Make us your home page

Today’s top headlines delivered to you daily.

(View our Privacy Policy)

St. Petersburg family's free Thanksgiving feast on hold this year

Darryl Jones holds a picture of his grandmother, Rosa Jackson, that he uses for motivation. Jones, 48, who had faithfully carried on his grandmother’s commitment, is battling colon cancer.

Times files (1999)

Darryl Jones holds a picture of his grandmother, Rosa Jackson, that he uses for motivation. Jones, 48, who had faithfully carried on his grandmother’s commitment, is battling colon cancer.

ST. PETERSBURG — An annual tradition dating back more than three decades will be missing this year.

The Rosa Jackson Thanksgiving Dinner, which carried on after the death of the woman who started the free holiday meal for the poor and lonely, is being canceled because of family illness.

Darryl Jones, 48, who had faithfully carried on his grandmother's commitment for the past decade, is battling colon cancer.

Like his grandmother, Jones did all the cooking for the meal that drew as many as 300 guests at its height. He smoked, grilled and fried dozens of turkeys in his mother's back yard to serve those who showed up at the Campbell Park Recreation Center for the annual Thanksgiving meal.

"He still wanted to have it this year, but I told him not to,'' said his mother, Eloise Jones, 72, who is also ailing.

In recent years, she and her son — who lives in Apopka and returns to St. Petersburg to prepare the holiday dinner — have talked about ending the event. They said donations were getting difficult to come by and fewer people were attending because there were more opportunities for a free holiday meal.

Rosa Jackson started her free dinners in 1973, using her own money and inviting guests to her home on Eighth Avenue S.

"The way it started out, all her kids were gone and she was lonely. She invited other people to come and have dinner with her. The Lord laid it on her heart,'' Eloise Jones said of her mother, who retired as a dietary worker from the VA Medical Center at Bay Pines. "When she started out, it was just for the handicapped and senior citizens. Then it was for anyone who was hungry and lonely and wanted to fellowship.''

Sometimes the meal was delivered to those who couldn't attend.

Two years after it began, Mrs. Jackson moved the gathering to the Campbell Park Recreation Center in order to cater to the growing crowd. She also sought donations.

"In the beginning, it was her money and then some of the people that came and knew what she was doing gave donations,'' Mrs. Jackson's daughter said. "I wrote letters to different people and went around to different stores.''

Businesses were generous. One, Carter's Florist, prepared centerpieces for the dinner. There were many volunteers.

"We had one guy, he made the coffee every year. One lady made the punch," Eloise Jones recalled.

One year, Bill Foster, now St. Petersburg's mayor, showed up with his children, she said. Former City Council member Earnest Williams also came to help. People came for the meal from throughout St. Petersburg and even from Tampa and the beaches, Mrs. Jackson's daughter said.

"She was so nice. One Thanksgiving, we didn't have any food. She forgot to put aside anything for the family,'' her daughter said.

When she died of cancer in 1996, her family vowed that the dinner would continue. At least for this year, it will not.

"I was telling my daughter, I don't know what I'm going to do with myself this Thanksgiving,'' Eloise Jones said. "I was there with my mom and I was there with my son.''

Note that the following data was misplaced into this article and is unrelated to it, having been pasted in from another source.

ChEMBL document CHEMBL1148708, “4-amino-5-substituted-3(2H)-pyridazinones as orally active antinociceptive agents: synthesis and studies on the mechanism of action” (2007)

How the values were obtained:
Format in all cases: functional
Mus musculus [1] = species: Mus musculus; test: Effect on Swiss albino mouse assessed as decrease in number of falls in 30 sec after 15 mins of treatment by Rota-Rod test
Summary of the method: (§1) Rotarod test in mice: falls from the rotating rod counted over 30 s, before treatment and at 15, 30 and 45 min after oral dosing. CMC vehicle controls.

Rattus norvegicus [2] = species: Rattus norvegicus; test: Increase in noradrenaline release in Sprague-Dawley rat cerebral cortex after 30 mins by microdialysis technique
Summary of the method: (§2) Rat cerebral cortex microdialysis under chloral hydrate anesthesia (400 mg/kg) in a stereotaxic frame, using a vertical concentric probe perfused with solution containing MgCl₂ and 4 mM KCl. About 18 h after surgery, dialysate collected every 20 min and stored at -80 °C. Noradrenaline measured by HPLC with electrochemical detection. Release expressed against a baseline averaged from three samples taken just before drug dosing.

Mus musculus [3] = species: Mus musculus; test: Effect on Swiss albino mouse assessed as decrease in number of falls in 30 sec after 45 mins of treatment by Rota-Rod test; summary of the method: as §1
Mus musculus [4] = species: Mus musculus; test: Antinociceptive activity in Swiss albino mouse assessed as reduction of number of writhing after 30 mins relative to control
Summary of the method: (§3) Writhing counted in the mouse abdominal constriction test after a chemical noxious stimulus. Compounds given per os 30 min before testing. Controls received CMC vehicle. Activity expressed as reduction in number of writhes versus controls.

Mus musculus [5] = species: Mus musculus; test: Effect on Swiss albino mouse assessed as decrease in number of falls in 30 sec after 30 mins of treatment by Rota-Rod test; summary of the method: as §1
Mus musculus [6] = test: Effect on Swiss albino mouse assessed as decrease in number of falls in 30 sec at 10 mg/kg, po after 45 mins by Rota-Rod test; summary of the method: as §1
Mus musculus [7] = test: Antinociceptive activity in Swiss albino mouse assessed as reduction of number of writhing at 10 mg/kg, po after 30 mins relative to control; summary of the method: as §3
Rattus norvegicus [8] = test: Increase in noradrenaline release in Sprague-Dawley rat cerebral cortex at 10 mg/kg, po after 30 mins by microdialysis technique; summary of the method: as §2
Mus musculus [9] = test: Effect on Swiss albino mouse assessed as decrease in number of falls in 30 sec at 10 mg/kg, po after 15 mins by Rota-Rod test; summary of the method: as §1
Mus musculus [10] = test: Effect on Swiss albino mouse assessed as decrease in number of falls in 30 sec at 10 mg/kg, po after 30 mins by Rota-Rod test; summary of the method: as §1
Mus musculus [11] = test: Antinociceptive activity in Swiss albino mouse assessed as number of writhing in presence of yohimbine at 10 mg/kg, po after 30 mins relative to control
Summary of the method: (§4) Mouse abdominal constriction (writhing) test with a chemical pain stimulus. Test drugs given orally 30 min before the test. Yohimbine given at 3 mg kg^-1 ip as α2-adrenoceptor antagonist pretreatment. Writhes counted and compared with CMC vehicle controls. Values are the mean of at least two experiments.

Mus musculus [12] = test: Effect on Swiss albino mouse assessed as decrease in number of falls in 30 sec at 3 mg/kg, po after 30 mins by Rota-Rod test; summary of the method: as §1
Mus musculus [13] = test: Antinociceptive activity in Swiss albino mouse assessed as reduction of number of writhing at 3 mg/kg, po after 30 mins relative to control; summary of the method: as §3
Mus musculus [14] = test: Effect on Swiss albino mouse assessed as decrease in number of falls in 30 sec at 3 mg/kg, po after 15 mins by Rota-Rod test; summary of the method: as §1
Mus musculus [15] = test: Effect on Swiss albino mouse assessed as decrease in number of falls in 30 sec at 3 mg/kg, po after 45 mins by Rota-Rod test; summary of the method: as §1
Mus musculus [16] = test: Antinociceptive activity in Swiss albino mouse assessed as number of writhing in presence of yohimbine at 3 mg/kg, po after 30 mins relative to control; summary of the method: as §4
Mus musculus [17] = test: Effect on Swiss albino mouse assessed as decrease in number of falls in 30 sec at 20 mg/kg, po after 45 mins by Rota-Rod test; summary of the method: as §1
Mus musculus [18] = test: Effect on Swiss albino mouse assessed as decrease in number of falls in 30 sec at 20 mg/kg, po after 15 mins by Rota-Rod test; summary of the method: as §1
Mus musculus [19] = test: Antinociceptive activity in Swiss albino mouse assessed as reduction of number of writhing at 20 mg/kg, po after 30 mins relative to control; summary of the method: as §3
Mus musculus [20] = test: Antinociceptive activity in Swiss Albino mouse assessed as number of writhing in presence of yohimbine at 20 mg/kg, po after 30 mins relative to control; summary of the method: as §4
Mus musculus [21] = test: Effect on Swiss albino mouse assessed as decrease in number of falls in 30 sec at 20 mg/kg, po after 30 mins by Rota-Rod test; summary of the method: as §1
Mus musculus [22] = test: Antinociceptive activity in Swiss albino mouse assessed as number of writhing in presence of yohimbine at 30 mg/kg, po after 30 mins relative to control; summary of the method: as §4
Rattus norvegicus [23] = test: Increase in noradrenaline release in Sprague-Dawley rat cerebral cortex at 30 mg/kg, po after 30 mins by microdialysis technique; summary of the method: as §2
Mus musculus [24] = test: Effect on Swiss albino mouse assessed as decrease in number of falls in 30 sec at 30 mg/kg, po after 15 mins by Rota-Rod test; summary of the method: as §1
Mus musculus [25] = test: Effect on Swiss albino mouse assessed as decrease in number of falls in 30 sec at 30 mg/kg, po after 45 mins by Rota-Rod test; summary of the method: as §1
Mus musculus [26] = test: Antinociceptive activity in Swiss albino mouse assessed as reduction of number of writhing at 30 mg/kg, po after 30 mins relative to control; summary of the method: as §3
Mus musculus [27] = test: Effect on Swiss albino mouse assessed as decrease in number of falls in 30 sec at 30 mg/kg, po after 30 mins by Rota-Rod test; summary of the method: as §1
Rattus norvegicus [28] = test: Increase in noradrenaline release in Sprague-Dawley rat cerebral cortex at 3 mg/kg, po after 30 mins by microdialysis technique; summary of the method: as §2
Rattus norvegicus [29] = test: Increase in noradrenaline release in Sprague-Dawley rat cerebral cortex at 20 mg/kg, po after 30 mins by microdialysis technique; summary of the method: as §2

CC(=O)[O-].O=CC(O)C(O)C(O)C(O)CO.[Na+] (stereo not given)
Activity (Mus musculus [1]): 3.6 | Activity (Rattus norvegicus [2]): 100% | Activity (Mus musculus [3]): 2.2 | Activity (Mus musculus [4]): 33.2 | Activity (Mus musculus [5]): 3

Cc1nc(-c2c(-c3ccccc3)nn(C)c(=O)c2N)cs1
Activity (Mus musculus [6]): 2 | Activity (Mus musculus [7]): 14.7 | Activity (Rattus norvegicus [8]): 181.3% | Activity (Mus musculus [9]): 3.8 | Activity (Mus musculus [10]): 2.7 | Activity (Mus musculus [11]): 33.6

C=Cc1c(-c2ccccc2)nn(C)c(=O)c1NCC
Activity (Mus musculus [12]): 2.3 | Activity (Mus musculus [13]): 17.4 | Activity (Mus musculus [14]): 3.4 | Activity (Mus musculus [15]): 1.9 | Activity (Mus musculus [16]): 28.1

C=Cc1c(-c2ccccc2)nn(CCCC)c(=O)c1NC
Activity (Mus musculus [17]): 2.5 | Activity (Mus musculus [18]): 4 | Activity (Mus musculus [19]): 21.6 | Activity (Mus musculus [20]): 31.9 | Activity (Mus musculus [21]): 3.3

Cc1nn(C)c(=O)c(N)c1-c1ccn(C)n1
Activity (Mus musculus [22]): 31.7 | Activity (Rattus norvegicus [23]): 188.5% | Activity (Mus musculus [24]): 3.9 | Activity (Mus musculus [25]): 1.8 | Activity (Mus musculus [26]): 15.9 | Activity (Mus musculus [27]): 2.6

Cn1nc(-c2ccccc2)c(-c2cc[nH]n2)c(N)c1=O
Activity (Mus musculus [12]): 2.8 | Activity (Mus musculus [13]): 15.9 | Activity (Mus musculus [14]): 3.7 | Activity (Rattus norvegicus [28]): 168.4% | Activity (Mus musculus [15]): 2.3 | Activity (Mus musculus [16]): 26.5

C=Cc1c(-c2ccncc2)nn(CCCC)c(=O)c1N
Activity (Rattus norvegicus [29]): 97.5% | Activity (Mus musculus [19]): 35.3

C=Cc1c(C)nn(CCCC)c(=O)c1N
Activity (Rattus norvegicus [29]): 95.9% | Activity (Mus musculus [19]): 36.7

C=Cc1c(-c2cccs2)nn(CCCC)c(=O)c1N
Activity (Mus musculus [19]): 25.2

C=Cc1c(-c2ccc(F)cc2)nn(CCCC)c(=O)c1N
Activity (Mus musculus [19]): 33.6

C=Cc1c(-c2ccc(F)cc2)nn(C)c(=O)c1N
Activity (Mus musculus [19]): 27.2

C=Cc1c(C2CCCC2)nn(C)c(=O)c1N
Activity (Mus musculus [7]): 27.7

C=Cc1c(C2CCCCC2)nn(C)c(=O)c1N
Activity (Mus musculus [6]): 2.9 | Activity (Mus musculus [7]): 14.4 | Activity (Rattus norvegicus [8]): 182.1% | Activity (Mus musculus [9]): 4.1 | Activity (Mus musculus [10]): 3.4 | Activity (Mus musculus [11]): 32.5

Darryl Jones, who recently completed a regimen of radiation and chemotherapy, wants to continue his grandmother's legacy.

"I feel that I will be healthy again and I will be able to continue doing it for as long as I can,'' he said.

Waveney Ann Moore can be reached at or (727) 892-2283.

St. Petersburg family's free Thanksgiving feast on hold this year 11/13/10 [Last modified: Saturday, November 13, 2010 3:31am]
Photo reprints | Article reprints

© 2017 Tampa Bay Times


Join the discussion: Click to view comments, add yours

  1. Gradebook podcast: Polk County School Board member Billy Townsend on education reform


    Billy Townsend doesn't mince words. He considers Florida's education accountability system a fraud. He's likened the state Legislature to an abusive spouse. And he does it all in public, whether at the board table or on his blog. A former …

    Polk School Board member Billy Townsend
  2. Wesley Chapel man accused of possession of child porn


    WESLEY CHAPEL — A Wesley Chapel man was arrested Tuesday morning after authorities say he tried to buy child pornography from more than 10 users on a social networking app called MeetMe.

  3. There's a local memorial for Linkin Park's Chester Bennington this weekend

    Music & Concerts

    Because he sang so often, and so passionately, about the trials of pushing through pain and desperation, Linkin Park fans have taken the July 20 suicide of singer Chester Bennington really hard.

    Chester Bennington, left, performs during the MMRBQ Music Festival 2015 in Camden, N.J. Hundreds of Linkin Park fans are gathering to pay tribute to late singer weeks after his death. (Associated Press [2015])
  4. Where to pig out for National Bacon Lovers Day

    Food & Dining

    That's right: Sunday is the national day devoted to all things bacon, National Bacon Lovers Day. Which, really, isn't too different from the other 364 days of the year. But here's a little roundup of some special places to celebrate everyone's favorite meat snack (seriously, even vegans have a grudging respect …

    A creme-filled doughnut topped with maple frosting and bacon at Dough on MacDill Avenue in Tampa.
  5. White nationalist Richard Spencer speaks to select media in his office space on Monday in Alexandria, Virginia. [Photo by Tasos Katopodis/Getty Images]